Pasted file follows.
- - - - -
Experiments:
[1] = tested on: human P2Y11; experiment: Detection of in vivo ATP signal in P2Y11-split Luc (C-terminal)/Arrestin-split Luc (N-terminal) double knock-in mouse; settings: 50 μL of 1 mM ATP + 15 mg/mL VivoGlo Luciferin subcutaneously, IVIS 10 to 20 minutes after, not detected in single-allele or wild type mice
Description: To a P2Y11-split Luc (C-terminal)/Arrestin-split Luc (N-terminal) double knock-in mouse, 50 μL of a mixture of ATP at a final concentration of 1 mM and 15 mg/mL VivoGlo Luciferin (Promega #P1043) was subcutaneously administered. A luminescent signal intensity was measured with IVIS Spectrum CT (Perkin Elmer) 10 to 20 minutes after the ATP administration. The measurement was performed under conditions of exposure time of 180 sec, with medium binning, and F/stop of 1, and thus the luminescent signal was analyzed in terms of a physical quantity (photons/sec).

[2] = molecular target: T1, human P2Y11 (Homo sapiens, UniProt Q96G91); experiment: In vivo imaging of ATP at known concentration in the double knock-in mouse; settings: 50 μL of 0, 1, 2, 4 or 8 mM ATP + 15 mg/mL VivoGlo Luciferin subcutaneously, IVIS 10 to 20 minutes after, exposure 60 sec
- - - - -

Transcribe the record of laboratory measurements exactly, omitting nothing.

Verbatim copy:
Experiments:
[1] = tested on: human P2Y11; experiment: Detection of in vivo ATP signal in P2Y11-split Luc (C-terminal)/Arrestin-split Luc (N-terminal) double knock-in mouse; settings: 50 μL of 1 mM ATP + 15 mg/mL VivoGlo Luciferin subcutaneously, IVIS 10 to 20 minutes after, not detected in single-allele or wild type mice
Description: To a P2Y11-split Luc (C-terminal)/Arrestin-split Luc (N-terminal) double knock-in mouse, 50 μL of a mixture of ATP at a final concentration of 1 mM and 15 mg/mL VivoGlo Luciferin (Promega #P1043) was subcutaneously administered. A luminescent signal intensity was measured with IVIS Spectrum CT (Perkin Elmer) 10 to 20 minutes after the ATP administration. The measurement was performed under conditions of exposure time of 180 sec, with medium binning, and F/stop of 1, and thus the luminescent signal was analyzed in terms of a physical quantity (photons/sec).

[2] = molecular target: T1, human P2Y11 (Homo sapiens, UniProt Q96G91); experiment: In vivo imaging of ATP at known concentration in the double knock-in mouse; settings: 50 μL of 0, 1, 2, 4 or 8 mM ATP + 15 mg/mL VivoGlo Luciferin subcutaneously, IVIS 10 to 20 minutes after, exposure 60 sec